Project A-ko Collector’s Series (1986)
Review by Dindrane

Directed by Katsuhiko Nishijima
Original Story by Katsuhiko Nishijima and Kazumi Shirasaka
Screenplay by Katsuhiko Nishijima, Yuji Moriyama, and Tomoko Kawasaki


Dindrane's Anime Warnings:

Released by: U.S. Manga Corps/Central Park Media
Rating: 13+
Region: 1
Anamorphic: N/A; appears in its original 1.33:1 format

My Advice: Skip it, unless you like the silliness or just need to see early anime shown respect by the production companies

In the near future, Graviton City has recovered from a meteor striking its center. In the crater, they have built a shining monument to progress and survival. Here lives A-ko, a superpowered teenager and her friend C-ko. At their first day of school, we meet the fantastically wealthy B-ko, who quickly becomes A-ko’s rival for C-ko’s friendship and will use her evil genius to win C-ko at any cost. But that’s not all! Soon a mysterious alien spacecraft arrives, with aliens looking for their lost princess C-ko and determined to recapture her. What will A-ko do?

The plot could be interesting, had they approached it either with more real comedy or alternately with seriousness. As it is, the unintentional lesbian overtones (according to the series creators) overpower any real character development or enjoyment of the coolness that is Graviton City’s look and feel. B-ko’s ridiculous plans to win over C-ko, as well as the goofy revelation of their forgotten, but inevitable shared past, is just silly without being very funny. There’s just plain not enough happening for the first half of this series, and with the jokes thin and few, the experience is pretty pointless overall.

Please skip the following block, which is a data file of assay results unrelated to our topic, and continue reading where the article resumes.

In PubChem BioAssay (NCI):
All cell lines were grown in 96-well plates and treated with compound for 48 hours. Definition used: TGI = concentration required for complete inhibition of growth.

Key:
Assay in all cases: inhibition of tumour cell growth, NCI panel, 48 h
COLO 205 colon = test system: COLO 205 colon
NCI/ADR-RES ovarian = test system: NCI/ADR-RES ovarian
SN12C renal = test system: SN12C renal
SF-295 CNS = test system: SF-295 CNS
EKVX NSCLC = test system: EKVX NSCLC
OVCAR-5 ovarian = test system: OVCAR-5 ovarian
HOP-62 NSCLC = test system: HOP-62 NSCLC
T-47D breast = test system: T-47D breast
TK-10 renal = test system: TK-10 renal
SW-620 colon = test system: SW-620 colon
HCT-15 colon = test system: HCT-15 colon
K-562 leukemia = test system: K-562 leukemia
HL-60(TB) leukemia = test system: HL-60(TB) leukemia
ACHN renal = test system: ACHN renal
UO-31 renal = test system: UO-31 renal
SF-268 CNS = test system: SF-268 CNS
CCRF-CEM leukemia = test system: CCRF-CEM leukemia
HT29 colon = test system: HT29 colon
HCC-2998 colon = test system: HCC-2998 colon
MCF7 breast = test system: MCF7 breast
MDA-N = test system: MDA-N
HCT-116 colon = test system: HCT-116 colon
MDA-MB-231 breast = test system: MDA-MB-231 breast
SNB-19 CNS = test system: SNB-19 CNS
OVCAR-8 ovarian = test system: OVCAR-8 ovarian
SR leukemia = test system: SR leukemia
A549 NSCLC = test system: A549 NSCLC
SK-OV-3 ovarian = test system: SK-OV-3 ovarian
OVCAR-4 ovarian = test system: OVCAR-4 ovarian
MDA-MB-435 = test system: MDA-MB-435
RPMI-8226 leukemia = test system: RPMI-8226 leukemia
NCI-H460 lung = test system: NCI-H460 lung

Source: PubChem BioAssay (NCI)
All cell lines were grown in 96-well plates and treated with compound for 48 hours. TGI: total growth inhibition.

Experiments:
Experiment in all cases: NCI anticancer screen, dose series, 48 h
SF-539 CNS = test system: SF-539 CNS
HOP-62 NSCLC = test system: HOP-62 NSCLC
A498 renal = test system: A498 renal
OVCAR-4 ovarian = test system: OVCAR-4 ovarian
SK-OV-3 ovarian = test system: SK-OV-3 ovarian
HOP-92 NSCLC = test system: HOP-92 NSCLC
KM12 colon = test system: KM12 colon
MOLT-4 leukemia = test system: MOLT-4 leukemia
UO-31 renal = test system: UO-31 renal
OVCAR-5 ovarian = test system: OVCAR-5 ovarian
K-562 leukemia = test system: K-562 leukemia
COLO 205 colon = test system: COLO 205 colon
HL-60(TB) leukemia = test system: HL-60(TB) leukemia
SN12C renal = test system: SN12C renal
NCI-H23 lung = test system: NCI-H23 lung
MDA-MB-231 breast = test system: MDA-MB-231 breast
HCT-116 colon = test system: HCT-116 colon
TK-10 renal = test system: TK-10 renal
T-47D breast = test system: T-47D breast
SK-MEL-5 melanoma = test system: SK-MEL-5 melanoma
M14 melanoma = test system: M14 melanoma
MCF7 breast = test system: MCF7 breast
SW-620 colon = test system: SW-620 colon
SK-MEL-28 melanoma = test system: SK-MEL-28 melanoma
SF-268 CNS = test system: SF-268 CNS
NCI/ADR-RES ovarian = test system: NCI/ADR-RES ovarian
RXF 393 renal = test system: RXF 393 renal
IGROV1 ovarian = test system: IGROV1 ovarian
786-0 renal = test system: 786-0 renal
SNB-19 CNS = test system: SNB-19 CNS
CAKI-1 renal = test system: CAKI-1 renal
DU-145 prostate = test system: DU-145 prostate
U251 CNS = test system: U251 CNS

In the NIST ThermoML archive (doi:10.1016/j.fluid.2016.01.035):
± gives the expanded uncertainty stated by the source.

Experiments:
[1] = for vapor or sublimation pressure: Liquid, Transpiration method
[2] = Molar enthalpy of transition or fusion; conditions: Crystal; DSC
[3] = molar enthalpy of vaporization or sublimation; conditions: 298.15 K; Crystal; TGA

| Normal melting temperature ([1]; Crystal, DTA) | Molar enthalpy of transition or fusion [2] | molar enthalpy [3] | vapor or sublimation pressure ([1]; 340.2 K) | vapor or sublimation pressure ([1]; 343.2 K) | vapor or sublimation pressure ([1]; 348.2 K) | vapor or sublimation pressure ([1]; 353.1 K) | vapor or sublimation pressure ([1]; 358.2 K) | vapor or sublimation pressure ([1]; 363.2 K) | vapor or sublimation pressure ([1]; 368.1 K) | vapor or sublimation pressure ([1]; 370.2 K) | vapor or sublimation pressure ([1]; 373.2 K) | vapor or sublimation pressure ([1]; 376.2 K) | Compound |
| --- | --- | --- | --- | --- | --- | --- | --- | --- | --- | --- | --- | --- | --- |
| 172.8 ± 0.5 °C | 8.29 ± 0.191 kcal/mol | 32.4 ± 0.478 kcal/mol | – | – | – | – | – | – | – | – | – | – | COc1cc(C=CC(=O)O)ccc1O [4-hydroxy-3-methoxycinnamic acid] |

The characters are a mixed bag. A-ko is pretty interesting; she has superpowers, a brain in her head, and a good heart without being too cute for words. Even B-ko, the evil genius, has her moments. C-ko on the other hand, is about the most irritating anime character I’ve ever seen. Her voice in both languages is screechy, high-pitched, and just about devoid of any emotion but whining. Her terminal perky blond cuteness is the only reason we are given why A-ko and B-ko want to fight over her, and frankly, that’s not enough. B-ko’s inept henchmen are just another detail that doesn’t quite work out as hysterically funny as the creators intended.

The extras, on the other hand, are an example of how a truly great DVD release should look. This disc is just packed: trailers, TV commercials, interviews, a comparison of comic to film, videos and more. I can’t tell you what it means to me to have the soundtrack packaged with the disc; if only more titles would do this, I’d die a happy woman. Basically, anything you could want is on here, from the cool fan art contest to the video restoration documentary for the geek in you. There are even a host of DVD-ROM features, including a script and a graphic novel! What a shame it’s all wasted on this mediocre title.

Basically, if you tend to like the films that other people think are silly, like Dude, Where’s My Car or Saved By the Bell, then you will probably like Project A-ko. If, on the other hand, you are easily irritated by screechy voice actors, otherwise intelligent characters fighting over a stupid and troublesome bubblehead, and just plain ridiculous plotting, then give this one a pass. This one became a “classic” in a time when it was almost all the anime we could get...not because it was actually good. Had C-ko been a little less irritating, the aliens a little more competent or at least interesting, B-ko less ridiculous, and the whole thing pitched an octave lower, it would have been a good story. Too bad instead it’s just silly and banal.

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